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The Counter-Revolution of 1776: Slave Resistance and the Origins of the United States of America

4.11  ·  Rating details ·  336 ratings  ·  63 reviews

Illuminates how the preservation of slavery was a motivating factor for the Revolutionary War

The successful 1776 revolt against British rule in North America has been hailed almost universally as a great step forward for humanity. But the Africans then living in the colonies overwhelmingly sided with the British. In this trailblazing book, Gerald Horne shows that in t

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Hardcover, 252 pages
Published April 18th 2014 by New York University Press
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Jesse L
Jun 28, 2014 rated it really liked it
I really wanted to absolutely love this book. I wanted to 5 star it and have it a favorite and recommend it to everyone.

It's full of information and historical analysis pointing to the wholly correct and anti-racist conclusion that American independence was largely spurred by American obsession with enslaving Africans and the creation of white identity. Horne provides countless examples and events explaining the creation of whiteness, the uprisings of Africans, and the disgusting attitudes of Eu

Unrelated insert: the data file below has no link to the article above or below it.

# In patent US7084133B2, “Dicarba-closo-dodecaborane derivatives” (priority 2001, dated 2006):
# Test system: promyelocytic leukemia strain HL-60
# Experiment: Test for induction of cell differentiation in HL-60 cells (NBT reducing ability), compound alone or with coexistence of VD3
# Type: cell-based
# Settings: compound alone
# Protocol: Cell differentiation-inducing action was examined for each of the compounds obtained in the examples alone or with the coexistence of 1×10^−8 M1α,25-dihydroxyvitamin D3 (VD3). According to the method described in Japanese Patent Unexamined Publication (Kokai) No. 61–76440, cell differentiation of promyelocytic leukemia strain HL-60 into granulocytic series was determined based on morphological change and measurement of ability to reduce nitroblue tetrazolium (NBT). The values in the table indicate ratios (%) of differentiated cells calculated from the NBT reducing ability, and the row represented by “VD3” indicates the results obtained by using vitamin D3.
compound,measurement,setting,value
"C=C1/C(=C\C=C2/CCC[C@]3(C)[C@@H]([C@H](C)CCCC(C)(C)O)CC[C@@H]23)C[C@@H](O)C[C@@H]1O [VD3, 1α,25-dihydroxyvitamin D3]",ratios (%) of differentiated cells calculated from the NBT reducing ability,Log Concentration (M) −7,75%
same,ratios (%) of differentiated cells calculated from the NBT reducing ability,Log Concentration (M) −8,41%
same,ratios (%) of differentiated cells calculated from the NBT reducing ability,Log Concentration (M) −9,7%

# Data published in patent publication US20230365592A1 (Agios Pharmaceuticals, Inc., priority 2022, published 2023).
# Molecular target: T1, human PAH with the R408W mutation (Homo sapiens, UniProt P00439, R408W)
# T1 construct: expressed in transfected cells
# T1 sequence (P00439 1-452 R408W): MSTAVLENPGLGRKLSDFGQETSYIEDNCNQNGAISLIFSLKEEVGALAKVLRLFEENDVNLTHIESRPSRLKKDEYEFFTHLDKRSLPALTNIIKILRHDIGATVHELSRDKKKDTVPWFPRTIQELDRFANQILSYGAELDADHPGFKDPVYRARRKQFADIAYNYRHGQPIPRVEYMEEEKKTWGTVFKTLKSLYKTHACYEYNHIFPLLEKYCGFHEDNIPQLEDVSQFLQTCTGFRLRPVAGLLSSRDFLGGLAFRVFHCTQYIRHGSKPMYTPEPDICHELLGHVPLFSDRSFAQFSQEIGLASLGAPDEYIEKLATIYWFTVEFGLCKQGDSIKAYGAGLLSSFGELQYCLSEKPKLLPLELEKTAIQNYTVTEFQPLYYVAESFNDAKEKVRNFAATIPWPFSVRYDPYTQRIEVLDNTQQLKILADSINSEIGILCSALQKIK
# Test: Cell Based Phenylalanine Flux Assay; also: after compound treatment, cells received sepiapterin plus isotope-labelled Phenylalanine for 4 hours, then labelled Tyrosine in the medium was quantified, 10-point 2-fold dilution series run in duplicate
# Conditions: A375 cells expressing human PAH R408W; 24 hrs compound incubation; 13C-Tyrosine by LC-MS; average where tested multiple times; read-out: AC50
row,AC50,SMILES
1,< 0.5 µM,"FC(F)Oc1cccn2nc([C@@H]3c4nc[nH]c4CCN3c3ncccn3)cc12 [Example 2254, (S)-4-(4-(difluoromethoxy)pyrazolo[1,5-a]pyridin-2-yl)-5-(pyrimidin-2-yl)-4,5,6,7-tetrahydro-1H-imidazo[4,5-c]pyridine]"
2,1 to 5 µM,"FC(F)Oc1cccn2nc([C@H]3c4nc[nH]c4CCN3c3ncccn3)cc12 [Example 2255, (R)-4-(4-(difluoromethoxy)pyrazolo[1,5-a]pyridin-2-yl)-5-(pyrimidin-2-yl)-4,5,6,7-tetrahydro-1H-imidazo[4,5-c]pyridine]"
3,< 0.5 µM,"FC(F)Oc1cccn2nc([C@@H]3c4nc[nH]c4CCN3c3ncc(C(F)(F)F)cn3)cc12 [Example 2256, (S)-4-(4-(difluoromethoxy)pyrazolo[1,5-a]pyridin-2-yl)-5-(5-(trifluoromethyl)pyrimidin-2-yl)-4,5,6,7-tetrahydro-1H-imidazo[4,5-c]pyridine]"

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Beth
Feb 24, 2014 rated it really liked it
Shelves: for-fun, 2014, arc
This was originally published on my blog: http://elizabethannsalem.wordpress.co...

As a graduate student, my comprehensive exam lists were filled with books that reinterpreted the history of slavery using new documentary sources, revealing a history where slaves exercised agency and resisted the harsh conditions in which they lived. While the history of slavery during the antebellum period has been extensively analyzed and documented, the history of slavery during the colonial period has been pai
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Leah
Mar 29, 2014 rated it really liked it
Shelves: history, factual, 2014
History or polemic?

In a simplified nutshell, Gerald Horne’s argument in this book is that the Revolution was in large measure a response to the colonists’ fear of London’s drive towards abolition of slavery.

Horne argues that slavery underpinned every aspect of the pre-1776 economy and as such was seen as crucial by the colonists, even while slave resistance was growing and slave revolts were becoming more common. The Royal African Company’s loss of monopoly over the slave trade in the la
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Donna Davis